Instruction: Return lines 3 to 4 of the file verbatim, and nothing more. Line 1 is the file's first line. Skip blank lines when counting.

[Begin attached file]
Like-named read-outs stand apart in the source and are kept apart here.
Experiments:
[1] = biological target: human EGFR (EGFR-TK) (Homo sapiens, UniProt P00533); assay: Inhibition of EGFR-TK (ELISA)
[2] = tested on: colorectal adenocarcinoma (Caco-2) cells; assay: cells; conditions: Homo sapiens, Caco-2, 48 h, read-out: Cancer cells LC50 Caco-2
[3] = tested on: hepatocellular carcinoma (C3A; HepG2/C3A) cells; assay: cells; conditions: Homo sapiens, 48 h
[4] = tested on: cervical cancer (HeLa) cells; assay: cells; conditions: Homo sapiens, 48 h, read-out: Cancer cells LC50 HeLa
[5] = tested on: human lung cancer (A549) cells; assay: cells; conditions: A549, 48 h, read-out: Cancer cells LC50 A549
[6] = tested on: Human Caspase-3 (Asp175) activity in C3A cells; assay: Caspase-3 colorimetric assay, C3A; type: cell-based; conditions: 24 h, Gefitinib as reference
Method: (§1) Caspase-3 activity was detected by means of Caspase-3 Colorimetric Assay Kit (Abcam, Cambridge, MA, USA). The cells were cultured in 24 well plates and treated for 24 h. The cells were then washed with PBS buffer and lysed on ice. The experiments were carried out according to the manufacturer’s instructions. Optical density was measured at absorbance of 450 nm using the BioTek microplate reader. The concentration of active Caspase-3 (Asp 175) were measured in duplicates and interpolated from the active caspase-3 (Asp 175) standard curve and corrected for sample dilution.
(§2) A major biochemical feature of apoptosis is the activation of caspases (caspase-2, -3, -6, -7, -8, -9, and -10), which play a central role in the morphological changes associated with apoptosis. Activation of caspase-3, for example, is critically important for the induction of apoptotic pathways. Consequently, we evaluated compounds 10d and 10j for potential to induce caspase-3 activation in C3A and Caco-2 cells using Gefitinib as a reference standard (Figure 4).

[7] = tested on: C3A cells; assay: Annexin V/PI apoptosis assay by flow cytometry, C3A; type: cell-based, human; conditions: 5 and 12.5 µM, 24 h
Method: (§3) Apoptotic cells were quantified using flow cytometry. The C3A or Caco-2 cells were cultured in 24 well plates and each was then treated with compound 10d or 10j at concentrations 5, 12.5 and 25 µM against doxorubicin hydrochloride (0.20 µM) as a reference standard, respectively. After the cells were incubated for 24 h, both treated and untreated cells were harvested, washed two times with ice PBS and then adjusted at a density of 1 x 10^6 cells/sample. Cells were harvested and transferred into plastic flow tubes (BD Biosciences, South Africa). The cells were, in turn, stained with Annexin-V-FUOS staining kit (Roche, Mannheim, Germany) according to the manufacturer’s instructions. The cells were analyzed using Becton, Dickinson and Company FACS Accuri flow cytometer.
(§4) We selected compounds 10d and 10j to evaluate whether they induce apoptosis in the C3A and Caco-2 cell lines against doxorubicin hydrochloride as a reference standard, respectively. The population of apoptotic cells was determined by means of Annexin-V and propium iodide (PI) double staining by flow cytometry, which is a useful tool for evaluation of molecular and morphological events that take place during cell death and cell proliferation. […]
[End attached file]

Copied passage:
[1] = biological target: human EGFR (EGFR-TK) (Homo sapiens, UniProt P00533); assay: Inhibition of EGFR-TK (ELISA)
[2] = tested on: colorectal adenocarcinoma (Caco-2) cells; assay: cells; conditions: Homo sapiens, Caco-2, 48 h, read-out: Cancer cells LC50 Caco-2